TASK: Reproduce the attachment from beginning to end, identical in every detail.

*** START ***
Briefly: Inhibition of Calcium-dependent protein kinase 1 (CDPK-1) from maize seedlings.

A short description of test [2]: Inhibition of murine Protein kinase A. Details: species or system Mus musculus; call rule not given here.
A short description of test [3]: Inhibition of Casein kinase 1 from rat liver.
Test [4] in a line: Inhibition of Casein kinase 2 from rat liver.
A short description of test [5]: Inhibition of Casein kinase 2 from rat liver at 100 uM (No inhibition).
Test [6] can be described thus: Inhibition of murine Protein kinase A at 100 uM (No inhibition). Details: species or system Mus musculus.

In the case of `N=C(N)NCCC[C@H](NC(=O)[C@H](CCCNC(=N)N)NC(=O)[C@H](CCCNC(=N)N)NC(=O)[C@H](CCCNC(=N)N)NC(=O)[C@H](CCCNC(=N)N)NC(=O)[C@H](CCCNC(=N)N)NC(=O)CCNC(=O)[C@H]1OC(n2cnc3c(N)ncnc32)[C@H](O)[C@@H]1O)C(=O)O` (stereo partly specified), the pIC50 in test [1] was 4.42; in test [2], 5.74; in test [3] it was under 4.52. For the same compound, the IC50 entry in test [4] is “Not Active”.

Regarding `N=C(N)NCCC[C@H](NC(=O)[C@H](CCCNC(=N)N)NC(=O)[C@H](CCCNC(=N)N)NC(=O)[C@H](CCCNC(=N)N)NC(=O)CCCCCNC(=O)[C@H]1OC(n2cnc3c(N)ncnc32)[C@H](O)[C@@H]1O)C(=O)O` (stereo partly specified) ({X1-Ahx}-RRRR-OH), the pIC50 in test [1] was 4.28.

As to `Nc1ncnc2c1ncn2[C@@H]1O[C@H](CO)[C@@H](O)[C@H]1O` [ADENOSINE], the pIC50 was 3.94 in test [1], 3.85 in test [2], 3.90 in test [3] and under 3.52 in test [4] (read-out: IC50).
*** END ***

Briefly: Inhibition of Calcium-dependent protein kinase 1 (CDPK-1) from maize seedlings.

A short description of test [2]: Inhibition of murine Protein kinase A. Details: species or system Mus musculus; call rule not given here.
A short description of test [3]: Inhibition of Casein kinase 1 from rat liver.
Test [4] in a line: Inhibition of Casein kinase 2 from rat liver.
A short description of test [5]: Inhibition of Casein kinase 2 from rat liver at 100 uM (No inhibition).
Test [6] can be described thus: Inhibition of murine Protein kinase A at 100 uM (No inhibition). Details: species or system Mus musculus.

In the case of `N=C(N)NCCC[C@H](NC(=O)[C@H](CCCNC(=N)N)NC(=O)[C@H](CCCNC(=N)N)NC(=O)[C@H](CCCNC(=N)N)NC(=O)[C@H](CCCNC(=N)N)NC(=O)[C@H](CCCNC(=N)N)NC(=O)CCNC(=O)[C@H]1OC(n2cnc3c(N)ncnc32)[C@H](O)[C@@H]1O)C(=O)O` (stereo partly specified), the pIC50 in test [1] was 4.42; in test [2], 5.74; in test [3] it was under 4.52. For the same compound, the IC50 entry in test [4] is “Not Active”.

Regarding `N=C(N)NCCC[C@H](NC(=O)[C@H](CCCNC(=N)N)NC(=O)[C@H](CCCNC(=N)N)NC(=O)[C@H](CCCNC(=N)N)NC(=O)CCCCCNC(=O)[C@H]1OC(n2cnc3c(N)ncnc32)[C@H](O)[C@@H]1O)C(=O)O` (stereo partly specified) ({X1-Ahx}-RRRR-OH), the pIC50 in test [1] was 4.28.

As to `Nc1ncnc2c1ncn2[C@@H]1O[C@H](CO)[C@@H](O)[C@H]1O` [ADENOSINE], the pIC50 was 3.94 in test [1], 3.85 in test [2], 3.90 in test [3] and under 3.52 in test [4] (read-out: IC50).